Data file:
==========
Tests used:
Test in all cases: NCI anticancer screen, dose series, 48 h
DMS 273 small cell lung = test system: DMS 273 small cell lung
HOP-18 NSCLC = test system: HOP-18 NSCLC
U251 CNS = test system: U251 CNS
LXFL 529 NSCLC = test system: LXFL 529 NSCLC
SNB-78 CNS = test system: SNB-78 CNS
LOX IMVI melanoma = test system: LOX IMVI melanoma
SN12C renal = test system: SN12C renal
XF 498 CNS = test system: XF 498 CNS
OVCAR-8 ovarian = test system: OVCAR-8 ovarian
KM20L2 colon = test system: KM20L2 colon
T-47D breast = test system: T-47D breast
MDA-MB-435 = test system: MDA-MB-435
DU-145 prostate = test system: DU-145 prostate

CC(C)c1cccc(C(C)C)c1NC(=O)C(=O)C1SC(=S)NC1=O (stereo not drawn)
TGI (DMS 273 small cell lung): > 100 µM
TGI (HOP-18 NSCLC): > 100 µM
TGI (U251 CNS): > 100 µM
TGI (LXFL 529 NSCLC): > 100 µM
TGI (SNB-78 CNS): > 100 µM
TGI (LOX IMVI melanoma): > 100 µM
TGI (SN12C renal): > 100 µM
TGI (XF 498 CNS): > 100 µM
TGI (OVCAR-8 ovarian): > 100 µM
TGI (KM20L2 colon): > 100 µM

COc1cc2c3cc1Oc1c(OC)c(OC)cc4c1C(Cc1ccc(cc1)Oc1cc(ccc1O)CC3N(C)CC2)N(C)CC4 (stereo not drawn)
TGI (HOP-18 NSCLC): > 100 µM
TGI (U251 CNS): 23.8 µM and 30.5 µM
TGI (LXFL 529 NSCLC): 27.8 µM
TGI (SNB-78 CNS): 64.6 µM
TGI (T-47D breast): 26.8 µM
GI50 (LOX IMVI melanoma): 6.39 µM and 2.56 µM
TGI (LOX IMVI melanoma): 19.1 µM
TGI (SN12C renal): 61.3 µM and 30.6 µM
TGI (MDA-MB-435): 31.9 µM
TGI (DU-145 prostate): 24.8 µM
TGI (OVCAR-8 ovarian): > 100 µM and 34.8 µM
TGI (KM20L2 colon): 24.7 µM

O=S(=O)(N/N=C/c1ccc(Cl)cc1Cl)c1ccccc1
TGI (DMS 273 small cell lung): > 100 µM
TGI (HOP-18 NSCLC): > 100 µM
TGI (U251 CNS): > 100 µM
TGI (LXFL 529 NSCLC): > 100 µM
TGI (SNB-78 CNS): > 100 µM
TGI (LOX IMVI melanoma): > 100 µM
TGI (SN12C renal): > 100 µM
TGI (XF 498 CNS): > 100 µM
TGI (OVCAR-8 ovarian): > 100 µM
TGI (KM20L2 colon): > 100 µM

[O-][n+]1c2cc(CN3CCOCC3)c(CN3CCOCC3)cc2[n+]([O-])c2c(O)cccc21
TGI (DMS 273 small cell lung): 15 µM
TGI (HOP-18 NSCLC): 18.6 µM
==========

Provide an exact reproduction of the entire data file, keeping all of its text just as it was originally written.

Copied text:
Tests used:
Test in all cases: NCI anticancer screen, dose series, 48 h
DMS 273 small cell lung = test system: DMS 273 small cell lung
HOP-18 NSCLC = test system: HOP-18 NSCLC
U251 CNS = test system: U251 CNS
LXFL 529 NSCLC = test system: LXFL 529 NSCLC
SNB-78 CNS = test system: SNB-78 CNS
LOX IMVI melanoma = test system: LOX IMVI melanoma
SN12C renal = test system: SN12C renal
XF 498 CNS = test system: XF 498 CNS
OVCAR-8 ovarian = test system: OVCAR-8 ovarian
KM20L2 colon = test system: KM20L2 colon
T-47D breast = test system: T-47D breast
MDA-MB-435 = test system: MDA-MB-435
DU-145 prostate = test system: DU-145 prostate

CC(C)c1cccc(C(C)C)c1NC(=O)C(=O)C1SC(=S)NC1=O (stereo not drawn)
TGI (DMS 273 small cell lung): > 100 µM
TGI (HOP-18 NSCLC): > 100 µM
TGI (U251 CNS): > 100 µM
TGI (LXFL 529 NSCLC): > 100 µM
TGI (SNB-78 CNS): > 100 µM
TGI (LOX IMVI melanoma): > 100 µM
TGI (SN12C renal): > 100 µM
TGI (XF 498 CNS): > 100 µM
TGI (OVCAR-8 ovarian): > 100 µM
TGI (KM20L2 colon): > 100 µM

COc1cc2c3cc1Oc1c(OC)c(OC)cc4c1C(Cc1ccc(cc1)Oc1cc(ccc1O)CC3N(C)CC2)N(C)CC4 (stereo not drawn)
TGI (HOP-18 NSCLC): > 100 µM
TGI (U251 CNS): 23.8 µM and 30.5 µM
TGI (LXFL 529 NSCLC): 27.8 µM
TGI (SNB-78 CNS): 64.6 µM
TGI (T-47D breast): 26.8 µM
GI50 (LOX IMVI melanoma): 6.39 µM and 2.56 µM
TGI (LOX IMVI melanoma): 19.1 µM
TGI (SN12C renal): 61.3 µM and 30.6 µM
TGI (MDA-MB-435): 31.9 µM
TGI (DU-145 prostate): 24.8 µM
TGI (OVCAR-8 ovarian): > 100 µM and 34.8 µM
TGI (KM20L2 colon): 24.7 µM

O=S(=O)(N/N=C/c1ccc(Cl)cc1Cl)c1ccccc1
TGI (DMS 273 small cell lung): > 100 µM
TGI (HOP-18 NSCLC): > 100 µM
TGI (U251 CNS): > 100 µM
TGI (LXFL 529 NSCLC): > 100 µM
TGI (SNB-78 CNS): > 100 µM
TGI (LOX IMVI melanoma): > 100 µM
TGI (SN12C renal): > 100 µM
TGI (XF 498 CNS): > 100 µM
TGI (OVCAR-8 ovarian): > 100 µM
TGI (KM20L2 colon): > 100 µM

[O-][n+]1c2cc(CN3CCOCC3)c(CN3CCOCC3)cc2[n+]([O-])c2c(O)cccc21
TGI (DMS 273 small cell lung): 15 µM
TGI (HOP-18 NSCLC): 18.6 µM